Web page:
The efforts of an Republican senator from Iowa to lift the veil on the secretive world of academic publishing and the ties between doctors, researchers and big medical companies is gaining increased attention, with stories this week in the Washington Post and the New York Times.
The Milwaukee Journal Sentinal and the Minneapolis Star Tribune have also got in on the action, writing about the ties to medical supply compnies and big pharma of local doctors and researchers at their local universities.
What all these stories have in common is the work of Iowa Senator Charles Grassley, who is putting his post on the Senate Finance Committee to to use by looking into the ties between doctors and researchers and the big companies behind medical and pharmaceutical advances.
Also key in this whole thing is a stack of duments made public recently, thanks to a successful court motion by the New York Times and PLoS Medicine to unseal boxes and boxes of internal company documents from ghostwriting firm, DesignWrite.
The ties include researchers being hired as paid consultants for the companies whose prodcuts theya re supposed to be testing -- with some getting more than $1 million US in fees, and medical schools themselves receiving millions in research money from the companies -- and a surpirisingly widespread use of ghostwriters by academics (who, under most schools' academic policies would have to fail any of their students who did the same thing). The ghostwriters are paid $25,000 by the companies whose products they are writing about.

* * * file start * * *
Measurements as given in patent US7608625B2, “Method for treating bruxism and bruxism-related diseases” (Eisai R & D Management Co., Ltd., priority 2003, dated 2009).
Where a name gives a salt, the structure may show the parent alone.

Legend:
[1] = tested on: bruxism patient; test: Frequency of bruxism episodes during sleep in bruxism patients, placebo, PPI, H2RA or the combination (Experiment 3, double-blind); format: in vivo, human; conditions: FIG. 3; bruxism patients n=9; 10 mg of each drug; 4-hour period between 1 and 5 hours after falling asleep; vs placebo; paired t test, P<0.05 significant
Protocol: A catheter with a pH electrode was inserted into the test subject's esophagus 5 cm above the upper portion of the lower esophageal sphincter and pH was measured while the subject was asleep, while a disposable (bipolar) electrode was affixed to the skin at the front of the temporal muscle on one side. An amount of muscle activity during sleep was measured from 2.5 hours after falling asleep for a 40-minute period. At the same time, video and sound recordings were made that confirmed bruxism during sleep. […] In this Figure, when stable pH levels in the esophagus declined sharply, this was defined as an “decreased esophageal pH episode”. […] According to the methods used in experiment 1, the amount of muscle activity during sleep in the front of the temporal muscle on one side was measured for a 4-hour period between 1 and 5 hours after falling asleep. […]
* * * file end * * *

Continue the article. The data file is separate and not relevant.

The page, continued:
The result is a growing distrust of medical research and the medical profession, as the Washington Post writes:
You may not be able to trust your mortgage broker, your car salesman or your congressman, but you can trust your doctor.
Patients might well ask themselves this question when they learn that 94 percent of physicians have "a relationship" with the pharmaceutical, medical device or other related industries, according to a national survey of physicians published two years ago in the New England Journal of Medicine.
It is unclear how much those businesses spend on marketing overall, but Integrated Medical Systems, a research firm, estimates that pharmaceutical companies spend more than $20 billion annually marketing directly to doctors.
It does seem clear, however, that many patients want a better sense of the links their doctors have with industry.
A consumer survey last year by the Pew Prescription Project, an initiative to help eliminate conflicts of interest in prescribing, showed that 68 per cent of respondents supported legislation that would require public disclosure of financial relationships between physicians and industry. Seventy-eight per cent believed that accepting gifts from the pharmaceutical industry influences their doctors' prescribing habits, but only 34 per cent said they would be likely to ask their doctors about potentially troubling financial ties.
Such ties are dangerous. They not only lead to bad research being portrayed as good, but it taints good research which might be able to to people some good.